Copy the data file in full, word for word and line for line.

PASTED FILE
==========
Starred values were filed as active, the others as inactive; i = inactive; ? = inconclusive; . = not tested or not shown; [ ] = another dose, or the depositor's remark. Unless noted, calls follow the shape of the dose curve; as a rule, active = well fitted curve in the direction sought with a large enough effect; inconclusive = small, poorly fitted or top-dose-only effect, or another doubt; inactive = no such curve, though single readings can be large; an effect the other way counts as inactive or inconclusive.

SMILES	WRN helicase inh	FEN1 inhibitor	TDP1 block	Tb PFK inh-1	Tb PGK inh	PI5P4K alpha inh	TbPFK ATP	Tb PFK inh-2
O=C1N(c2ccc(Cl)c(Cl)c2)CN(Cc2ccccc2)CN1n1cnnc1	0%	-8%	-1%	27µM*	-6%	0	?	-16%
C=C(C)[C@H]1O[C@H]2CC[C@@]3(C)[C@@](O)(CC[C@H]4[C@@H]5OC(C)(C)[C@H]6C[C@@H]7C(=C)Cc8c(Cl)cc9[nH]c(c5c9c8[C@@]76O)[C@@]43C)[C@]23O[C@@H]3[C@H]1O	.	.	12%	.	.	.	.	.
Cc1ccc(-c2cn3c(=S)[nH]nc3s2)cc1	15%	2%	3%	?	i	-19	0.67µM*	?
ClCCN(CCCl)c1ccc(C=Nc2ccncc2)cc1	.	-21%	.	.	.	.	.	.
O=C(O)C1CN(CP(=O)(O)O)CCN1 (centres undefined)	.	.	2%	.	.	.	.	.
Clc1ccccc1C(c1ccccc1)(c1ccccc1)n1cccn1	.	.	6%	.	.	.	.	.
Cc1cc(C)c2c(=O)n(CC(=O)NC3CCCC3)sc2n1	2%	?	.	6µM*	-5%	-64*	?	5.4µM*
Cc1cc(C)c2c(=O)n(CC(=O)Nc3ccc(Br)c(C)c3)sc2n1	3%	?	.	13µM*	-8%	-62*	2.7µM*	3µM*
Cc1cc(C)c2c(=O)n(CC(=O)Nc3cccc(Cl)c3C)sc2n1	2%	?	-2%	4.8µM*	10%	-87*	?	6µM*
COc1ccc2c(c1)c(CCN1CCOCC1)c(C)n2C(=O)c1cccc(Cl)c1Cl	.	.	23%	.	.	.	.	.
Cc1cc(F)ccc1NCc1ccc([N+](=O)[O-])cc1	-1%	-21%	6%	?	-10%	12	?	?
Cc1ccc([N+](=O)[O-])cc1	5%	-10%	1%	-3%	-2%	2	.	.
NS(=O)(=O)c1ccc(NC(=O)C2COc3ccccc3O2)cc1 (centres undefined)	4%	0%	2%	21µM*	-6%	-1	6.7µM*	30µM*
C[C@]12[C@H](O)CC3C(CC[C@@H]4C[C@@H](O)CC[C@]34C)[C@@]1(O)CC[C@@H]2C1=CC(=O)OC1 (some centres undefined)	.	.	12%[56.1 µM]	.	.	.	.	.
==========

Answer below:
Starred values were filed as active, the others as inactive; i = inactive; ? = inconclusive; . = not tested or not shown; [ ] = another dose, or the depositor's remark. Unless noted, calls follow the shape of the dose curve; as a rule, active = well fitted curve in the direction sought with a large enough effect; inconclusive = small, poorly fitted or top-dose-only effect, or another doubt; inactive = no such curve, though single readings can be large; an effect the other way counts as inactive or inconclusive.

SMILES	WRN helicase inh	FEN1 inhibitor	TDP1 block	Tb PFK inh-1	Tb PGK inh	PI5P4K alpha inh	TbPFK ATP	Tb PFK inh-2
O=C1N(c2ccc(Cl)c(Cl)c2)CN(Cc2ccccc2)CN1n1cnnc1	0%	-8%	-1%	27µM*	-6%	0	?	-16%
C=C(C)[C@H]1O[C@H]2CC[C@@]3(C)[C@@](O)(CC[C@H]4[C@@H]5OC(C)(C)[C@H]6C[C@@H]7C(=C)Cc8c(Cl)cc9[nH]c(c5c9c8[C@@]76O)[C@@]43C)[C@]23O[C@@H]3[C@H]1O	.	.	12%	.	.	.	.	.
Cc1ccc(-c2cn3c(=S)[nH]nc3s2)cc1	15%	2%	3%	?	i	-19	0.67µM*	?
ClCCN(CCCl)c1ccc(C=Nc2ccncc2)cc1	.	-21%	.	.	.	.	.	.
O=C(O)C1CN(CP(=O)(O)O)CCN1 (centres undefined)	.	.	2%	.	.	.	.	.
Clc1ccccc1C(c1ccccc1)(c1ccccc1)n1cccn1	.	.	6%	.	.	.	.	.
Cc1cc(C)c2c(=O)n(CC(=O)NC3CCCC3)sc2n1	2%	?	.	6µM*	-5%	-64*	?	5.4µM*
Cc1cc(C)c2c(=O)n(CC(=O)Nc3ccc(Br)c(C)c3)sc2n1	3%	?	.	13µM*	-8%	-62*	2.7µM*	3µM*
Cc1cc(C)c2c(=O)n(CC(=O)Nc3cccc(Cl)c3C)sc2n1	2%	?	-2%	4.8µM*	10%	-87*	?	6µM*
COc1ccc2c(c1)c(CCN1CCOCC1)c(C)n2C(=O)c1cccc(Cl)c1Cl	.	.	23%	.	.	.	.	.
Cc1cc(F)ccc1NCc1ccc([N+](=O)[O-])cc1	-1%	-21%	6%	?	-10%	12	?	?
Cc1ccc([N+](=O)[O-])cc1	5%	-10%	1%	-3%	-2%	2	.	.
NS(=O)(=O)c1ccc(NC(=O)C2COc3ccccc3O2)cc1 (centres undefined)	4%	0%	2%	21µM*	-6%	-1	6.7µM*	30µM*
C[C@]12[C@H](O)CC3C(CC[C@@H]4C[C@@H](O)CC[C@]34C)[C@@]1(O)CC[C@@H]2C1=CC(=O)OC1 (some centres undefined)	.	.	12%[56.1 µM]	.	.	.	.	.